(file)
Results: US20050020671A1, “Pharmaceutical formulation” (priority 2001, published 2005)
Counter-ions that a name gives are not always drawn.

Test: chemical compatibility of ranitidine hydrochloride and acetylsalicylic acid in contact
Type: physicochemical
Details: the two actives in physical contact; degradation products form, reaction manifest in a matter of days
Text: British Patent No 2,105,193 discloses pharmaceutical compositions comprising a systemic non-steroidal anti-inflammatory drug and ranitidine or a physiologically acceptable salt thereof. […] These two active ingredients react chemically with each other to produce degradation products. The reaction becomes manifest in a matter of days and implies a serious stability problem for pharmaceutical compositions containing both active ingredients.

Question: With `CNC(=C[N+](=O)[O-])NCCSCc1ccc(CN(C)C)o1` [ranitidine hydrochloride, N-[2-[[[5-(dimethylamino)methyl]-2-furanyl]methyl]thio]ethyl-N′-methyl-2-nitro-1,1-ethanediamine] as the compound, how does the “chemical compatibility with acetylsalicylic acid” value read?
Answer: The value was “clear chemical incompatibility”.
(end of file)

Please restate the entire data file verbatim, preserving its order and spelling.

Results: US20050020671A1, “Pharmaceutical formulation” (priority 2001, published 2005)
Counter-ions that a name gives are not always drawn.

Test: chemical compatibility of ranitidine hydrochloride and acetylsalicylic acid in contact
Type: physicochemical
Details: the two actives in physical contact; degradation products form, reaction manifest in a matter of days
Text: British Patent No 2,105,193 discloses pharmaceutical compositions comprising a systemic non-steroidal anti-inflammatory drug and ranitidine or a physiologically acceptable salt thereof. […] These two active ingredients react chemically with each other to produce degradation products. The reaction becomes manifest in a matter of days and implies a serious stability problem for pharmaceutical compositions containing both active ingredients.

Question: With `CNC(=C[N+](=O)[O-])NCCSCc1ccc(CN(C)C)o1` [ranitidine hydrochloride, N-[2-[[[5-(dimethylamino)methyl]-2-furanyl]methyl]thio]ethyl-N′-methyl-2-nitro-1,1-ethanediamine] as the compound, how does the “chemical compatibility with acetylsalicylic acid” value read?
Answer: The value was “clear chemical incompatibility”.